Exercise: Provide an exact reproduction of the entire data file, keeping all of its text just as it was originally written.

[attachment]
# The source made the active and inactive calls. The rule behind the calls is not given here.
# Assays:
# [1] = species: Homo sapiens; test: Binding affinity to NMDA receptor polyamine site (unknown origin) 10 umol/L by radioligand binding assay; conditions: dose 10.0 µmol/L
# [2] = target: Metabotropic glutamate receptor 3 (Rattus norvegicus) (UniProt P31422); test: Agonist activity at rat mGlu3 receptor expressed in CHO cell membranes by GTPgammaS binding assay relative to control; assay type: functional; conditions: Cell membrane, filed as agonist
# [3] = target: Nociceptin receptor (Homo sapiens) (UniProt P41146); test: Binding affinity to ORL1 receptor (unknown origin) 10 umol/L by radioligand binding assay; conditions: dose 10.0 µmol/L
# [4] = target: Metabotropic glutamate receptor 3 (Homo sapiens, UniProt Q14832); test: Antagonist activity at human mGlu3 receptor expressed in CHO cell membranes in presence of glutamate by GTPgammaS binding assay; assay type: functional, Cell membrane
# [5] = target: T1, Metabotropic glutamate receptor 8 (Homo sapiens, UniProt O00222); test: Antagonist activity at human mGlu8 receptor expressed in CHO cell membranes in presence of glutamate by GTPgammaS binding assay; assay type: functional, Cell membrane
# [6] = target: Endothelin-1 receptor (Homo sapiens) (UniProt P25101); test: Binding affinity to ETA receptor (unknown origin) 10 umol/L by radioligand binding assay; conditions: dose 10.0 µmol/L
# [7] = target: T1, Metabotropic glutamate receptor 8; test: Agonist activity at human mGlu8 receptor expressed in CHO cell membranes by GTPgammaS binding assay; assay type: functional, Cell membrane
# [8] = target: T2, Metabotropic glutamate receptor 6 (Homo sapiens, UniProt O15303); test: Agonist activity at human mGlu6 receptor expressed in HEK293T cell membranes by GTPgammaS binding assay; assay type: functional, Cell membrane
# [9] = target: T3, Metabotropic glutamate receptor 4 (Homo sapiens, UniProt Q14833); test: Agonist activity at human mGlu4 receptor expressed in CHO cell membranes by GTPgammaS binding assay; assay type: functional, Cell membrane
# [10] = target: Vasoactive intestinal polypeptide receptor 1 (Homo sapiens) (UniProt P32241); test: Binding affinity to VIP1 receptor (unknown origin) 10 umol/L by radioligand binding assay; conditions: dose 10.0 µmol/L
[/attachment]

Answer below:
# The source made the active and inactive calls. The rule behind the calls is not given here.
# Assays:
# [1] = species: Homo sapiens; test: Binding affinity to NMDA receptor polyamine site (unknown origin) 10 umol/L by radioligand binding assay; conditions: dose 10.0 µmol/L
# [2] = target: Metabotropic glutamate receptor 3 (Rattus norvegicus) (UniProt P31422); test: Agonist activity at rat mGlu3 receptor expressed in CHO cell membranes by GTPgammaS binding assay relative to control; assay type: functional; conditions: Cell membrane, filed as agonist
# [3] = target: Nociceptin receptor (Homo sapiens) (UniProt P41146); test: Binding affinity to ORL1 receptor (unknown origin) 10 umol/L by radioligand binding assay; conditions: dose 10.0 µmol/L
# [4] = target: Metabotropic glutamate receptor 3 (Homo sapiens, UniProt Q14832); test: Antagonist activity at human mGlu3 receptor expressed in CHO cell membranes in presence of glutamate by GTPgammaS binding assay; assay type: functional, Cell membrane
# [5] = target: T1, Metabotropic glutamate receptor 8 (Homo sapiens, UniProt O00222); test: Antagonist activity at human mGlu8 receptor expressed in CHO cell membranes in presence of glutamate by GTPgammaS binding assay; assay type: functional, Cell membrane
# [6] = target: Endothelin-1 receptor (Homo sapiens) (UniProt P25101); test: Binding affinity to ETA receptor (unknown origin) 10 umol/L by radioligand binding assay; conditions: dose 10.0 µmol/L
# [7] = target: T1, Metabotropic glutamate receptor 8; test: Agonist activity at human mGlu8 receptor expressed in CHO cell membranes by GTPgammaS binding assay; assay type: functional, Cell membrane
# [8] = target: T2, Metabotropic glutamate receptor 6 (Homo sapiens, UniProt O15303); test: Agonist activity at human mGlu6 receptor expressed in HEK293T cell membranes by GTPgammaS binding assay; assay type: functional, Cell membrane
# [9] = target: T3, Metabotropic glutamate receptor 4 (Homo sapiens, UniProt Q14833); test: Agonist activity at human mGlu4 receptor expressed in CHO cell membranes by GTPgammaS binding assay; assay type: functional, Cell membrane
# [10] = target: Vasoactive intestinal polypeptide receptor 1 (Homo sapiens) (UniProt P32241); test: Binding affinity to VIP1 receptor (unknown origin) 10 umol/L by radioligand binding assay; conditions: dose 10.0 µmol/L